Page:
The River

Friday, January 19, 2007

A working class hero is something to be

Since the 1960s, Lewistown’s population had decreased by twenty-nine percent. Around 12,000 resided in the borough when it was named an All-American City in 1973. By 2004, only 8,000 were left within the city limits. And though there were fewer people competing for employment openings, even dead-end jobs became increasingly difficult to find. The options for high school graduates ebbed. Grandfathers, fathers, and sons who had defined themselves by their lineage at plants searched for something different. Their old factories were left standing, mausoleums of the town’s industrial past. The windows were boarded up; the insides were stripped, boxed, and shipped overseas. Parking lots the size of football fields sat empty.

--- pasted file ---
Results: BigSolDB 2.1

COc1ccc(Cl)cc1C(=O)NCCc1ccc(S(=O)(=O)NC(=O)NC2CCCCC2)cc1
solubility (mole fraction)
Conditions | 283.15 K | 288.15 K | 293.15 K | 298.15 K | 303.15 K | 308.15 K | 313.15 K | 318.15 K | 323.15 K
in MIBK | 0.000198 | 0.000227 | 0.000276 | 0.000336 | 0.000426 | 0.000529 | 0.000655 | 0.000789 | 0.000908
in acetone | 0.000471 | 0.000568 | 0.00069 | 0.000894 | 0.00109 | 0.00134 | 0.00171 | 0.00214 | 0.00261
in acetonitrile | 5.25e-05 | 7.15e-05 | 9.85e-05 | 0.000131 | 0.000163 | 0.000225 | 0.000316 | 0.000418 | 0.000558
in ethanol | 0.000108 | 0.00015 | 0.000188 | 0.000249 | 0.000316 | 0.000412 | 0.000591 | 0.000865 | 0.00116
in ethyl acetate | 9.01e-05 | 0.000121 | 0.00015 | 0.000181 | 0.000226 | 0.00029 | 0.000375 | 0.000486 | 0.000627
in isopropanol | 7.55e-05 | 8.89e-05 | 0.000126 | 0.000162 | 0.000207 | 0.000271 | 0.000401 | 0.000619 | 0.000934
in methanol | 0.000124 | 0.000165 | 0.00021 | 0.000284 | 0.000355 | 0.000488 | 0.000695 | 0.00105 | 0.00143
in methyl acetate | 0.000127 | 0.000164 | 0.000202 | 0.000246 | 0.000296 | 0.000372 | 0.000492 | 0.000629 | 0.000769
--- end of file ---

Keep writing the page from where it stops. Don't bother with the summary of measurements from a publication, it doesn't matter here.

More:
-- JV, "Down to the River"

Twenty-five years ago, Bruce Springsteen saw the destruction of corporate rule, and he wrote the sung the story from the working man's point of view, because life goes on, even as a war rages.

"Is a dream a lie if it don't come true, or is it something worse?"

Taken on a national level, I can definitively answer that question now.

Which leaves me in the same boat as Robert, whose thoughts were published on

I am like "Neo", just without any skills, answers or super-powers. I'm useless, but getting wise.

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